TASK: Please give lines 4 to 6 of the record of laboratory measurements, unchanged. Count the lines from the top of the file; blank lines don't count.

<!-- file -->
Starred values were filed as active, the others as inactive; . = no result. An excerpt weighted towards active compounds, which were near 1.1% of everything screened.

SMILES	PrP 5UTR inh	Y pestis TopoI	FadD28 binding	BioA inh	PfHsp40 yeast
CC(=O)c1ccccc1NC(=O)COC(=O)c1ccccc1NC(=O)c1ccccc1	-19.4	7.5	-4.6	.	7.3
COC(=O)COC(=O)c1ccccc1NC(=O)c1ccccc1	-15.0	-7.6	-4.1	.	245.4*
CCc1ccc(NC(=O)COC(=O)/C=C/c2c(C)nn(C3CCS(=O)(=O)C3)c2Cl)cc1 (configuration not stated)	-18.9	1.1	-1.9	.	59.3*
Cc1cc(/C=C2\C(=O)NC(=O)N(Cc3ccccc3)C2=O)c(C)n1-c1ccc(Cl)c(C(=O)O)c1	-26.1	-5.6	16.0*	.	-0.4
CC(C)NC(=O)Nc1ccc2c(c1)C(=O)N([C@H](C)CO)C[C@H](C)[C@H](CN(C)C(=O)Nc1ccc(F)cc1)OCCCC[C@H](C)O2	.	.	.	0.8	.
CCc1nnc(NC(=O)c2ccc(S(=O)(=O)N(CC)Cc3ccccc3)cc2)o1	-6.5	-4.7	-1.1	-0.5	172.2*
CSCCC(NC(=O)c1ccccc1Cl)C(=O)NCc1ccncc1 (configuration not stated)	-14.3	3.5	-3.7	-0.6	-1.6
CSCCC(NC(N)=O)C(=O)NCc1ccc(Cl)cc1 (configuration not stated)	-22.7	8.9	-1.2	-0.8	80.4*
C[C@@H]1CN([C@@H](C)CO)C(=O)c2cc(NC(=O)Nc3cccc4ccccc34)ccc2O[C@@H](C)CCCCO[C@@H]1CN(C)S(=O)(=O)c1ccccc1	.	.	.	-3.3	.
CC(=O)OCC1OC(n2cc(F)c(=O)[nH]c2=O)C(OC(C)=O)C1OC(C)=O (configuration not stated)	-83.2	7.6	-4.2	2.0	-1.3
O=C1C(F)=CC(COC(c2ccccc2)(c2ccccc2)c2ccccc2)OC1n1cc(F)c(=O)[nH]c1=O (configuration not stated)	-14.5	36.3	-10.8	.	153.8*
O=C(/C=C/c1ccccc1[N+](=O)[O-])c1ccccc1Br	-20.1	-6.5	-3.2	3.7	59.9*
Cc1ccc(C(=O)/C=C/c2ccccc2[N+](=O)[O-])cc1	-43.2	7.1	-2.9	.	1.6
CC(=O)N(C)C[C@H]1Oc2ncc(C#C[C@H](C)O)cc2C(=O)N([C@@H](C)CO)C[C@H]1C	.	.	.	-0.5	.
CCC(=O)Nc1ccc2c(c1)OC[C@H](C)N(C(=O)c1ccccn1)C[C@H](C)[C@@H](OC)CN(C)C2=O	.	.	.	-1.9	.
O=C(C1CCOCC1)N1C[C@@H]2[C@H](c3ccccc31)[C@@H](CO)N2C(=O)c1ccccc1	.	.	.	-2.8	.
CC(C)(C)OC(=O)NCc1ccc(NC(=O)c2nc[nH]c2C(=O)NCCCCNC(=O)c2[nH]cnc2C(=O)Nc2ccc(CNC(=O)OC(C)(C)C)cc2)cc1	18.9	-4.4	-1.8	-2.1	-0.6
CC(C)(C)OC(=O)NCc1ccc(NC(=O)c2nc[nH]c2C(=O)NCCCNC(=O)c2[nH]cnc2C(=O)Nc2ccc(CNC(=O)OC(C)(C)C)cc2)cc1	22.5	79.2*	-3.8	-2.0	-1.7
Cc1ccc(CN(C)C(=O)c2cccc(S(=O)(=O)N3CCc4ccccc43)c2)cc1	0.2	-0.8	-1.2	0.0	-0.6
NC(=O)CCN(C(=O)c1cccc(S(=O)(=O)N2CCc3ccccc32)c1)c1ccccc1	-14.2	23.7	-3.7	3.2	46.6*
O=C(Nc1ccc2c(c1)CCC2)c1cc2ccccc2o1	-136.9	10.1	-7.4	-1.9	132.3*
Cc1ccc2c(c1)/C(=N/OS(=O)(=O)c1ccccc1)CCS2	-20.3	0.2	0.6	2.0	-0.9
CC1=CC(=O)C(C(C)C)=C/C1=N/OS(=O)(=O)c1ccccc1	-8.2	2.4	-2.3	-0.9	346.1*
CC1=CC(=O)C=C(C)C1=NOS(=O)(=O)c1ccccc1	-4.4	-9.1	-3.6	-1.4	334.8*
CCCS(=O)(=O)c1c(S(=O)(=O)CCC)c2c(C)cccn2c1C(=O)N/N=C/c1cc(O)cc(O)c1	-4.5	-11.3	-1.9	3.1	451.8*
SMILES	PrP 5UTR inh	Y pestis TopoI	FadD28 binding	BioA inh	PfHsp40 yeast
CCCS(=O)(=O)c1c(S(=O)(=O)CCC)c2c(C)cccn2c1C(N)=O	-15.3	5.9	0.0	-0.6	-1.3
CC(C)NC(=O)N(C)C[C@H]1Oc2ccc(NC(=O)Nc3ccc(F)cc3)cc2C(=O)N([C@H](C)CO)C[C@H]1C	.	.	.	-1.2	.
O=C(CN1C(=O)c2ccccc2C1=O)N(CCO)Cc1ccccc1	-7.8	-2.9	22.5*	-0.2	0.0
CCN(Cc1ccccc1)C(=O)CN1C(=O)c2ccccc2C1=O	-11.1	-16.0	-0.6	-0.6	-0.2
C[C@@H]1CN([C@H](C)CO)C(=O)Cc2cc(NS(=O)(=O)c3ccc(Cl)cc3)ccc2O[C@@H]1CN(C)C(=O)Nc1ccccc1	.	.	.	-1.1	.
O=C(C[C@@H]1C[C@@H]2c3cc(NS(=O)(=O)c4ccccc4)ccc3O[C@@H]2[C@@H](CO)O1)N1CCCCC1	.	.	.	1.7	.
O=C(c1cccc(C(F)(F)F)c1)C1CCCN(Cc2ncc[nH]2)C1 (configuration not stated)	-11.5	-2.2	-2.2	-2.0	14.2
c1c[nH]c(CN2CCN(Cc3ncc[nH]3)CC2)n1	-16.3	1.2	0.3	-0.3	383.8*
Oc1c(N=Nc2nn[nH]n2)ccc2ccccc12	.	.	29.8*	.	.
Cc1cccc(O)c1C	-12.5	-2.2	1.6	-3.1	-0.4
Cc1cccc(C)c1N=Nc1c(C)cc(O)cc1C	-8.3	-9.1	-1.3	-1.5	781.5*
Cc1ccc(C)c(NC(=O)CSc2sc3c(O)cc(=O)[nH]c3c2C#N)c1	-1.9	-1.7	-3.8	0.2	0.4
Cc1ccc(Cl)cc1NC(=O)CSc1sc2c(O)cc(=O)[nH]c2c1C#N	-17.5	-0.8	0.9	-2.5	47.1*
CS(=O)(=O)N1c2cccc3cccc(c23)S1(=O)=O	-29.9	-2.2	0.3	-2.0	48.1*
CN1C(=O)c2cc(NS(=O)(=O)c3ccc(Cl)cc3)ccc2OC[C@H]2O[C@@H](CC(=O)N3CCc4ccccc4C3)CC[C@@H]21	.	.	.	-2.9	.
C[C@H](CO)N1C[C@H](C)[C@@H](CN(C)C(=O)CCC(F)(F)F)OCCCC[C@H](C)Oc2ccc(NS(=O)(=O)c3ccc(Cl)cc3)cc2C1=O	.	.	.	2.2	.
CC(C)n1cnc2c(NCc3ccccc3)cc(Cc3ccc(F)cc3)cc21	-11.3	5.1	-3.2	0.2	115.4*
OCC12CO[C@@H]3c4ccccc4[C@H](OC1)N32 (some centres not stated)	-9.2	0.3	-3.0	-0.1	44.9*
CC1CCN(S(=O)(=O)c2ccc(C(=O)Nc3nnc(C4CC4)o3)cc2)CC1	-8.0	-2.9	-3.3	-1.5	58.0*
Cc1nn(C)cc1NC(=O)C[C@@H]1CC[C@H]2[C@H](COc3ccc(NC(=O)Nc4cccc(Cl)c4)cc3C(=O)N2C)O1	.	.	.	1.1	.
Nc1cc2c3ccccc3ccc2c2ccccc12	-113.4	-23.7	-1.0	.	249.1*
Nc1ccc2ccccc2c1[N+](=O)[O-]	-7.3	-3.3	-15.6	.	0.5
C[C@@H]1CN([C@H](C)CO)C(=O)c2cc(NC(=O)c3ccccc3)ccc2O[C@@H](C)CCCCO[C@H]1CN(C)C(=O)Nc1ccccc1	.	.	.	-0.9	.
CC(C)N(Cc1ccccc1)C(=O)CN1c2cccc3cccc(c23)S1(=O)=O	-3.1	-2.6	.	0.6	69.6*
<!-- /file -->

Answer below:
COC(=O)COC(=O)c1ccccc1NC(=O)c1ccccc1	-15.0	-7.6	-4.1	.	245.4*
CCc1ccc(NC(=O)COC(=O)/C=C/c2c(C)nn(C3CCS(=O)(=O)C3)c2Cl)cc1 (configuration not stated)	-18.9	1.1	-1.9	.	59.3*
Cc1cc(/C=C2\C(=O)NC(=O)N(Cc3ccccc3)C2=O)c(C)n1-c1ccc(Cl)c(C(=O)O)c1	-26.1	-5.6	16.0*	.	-0.4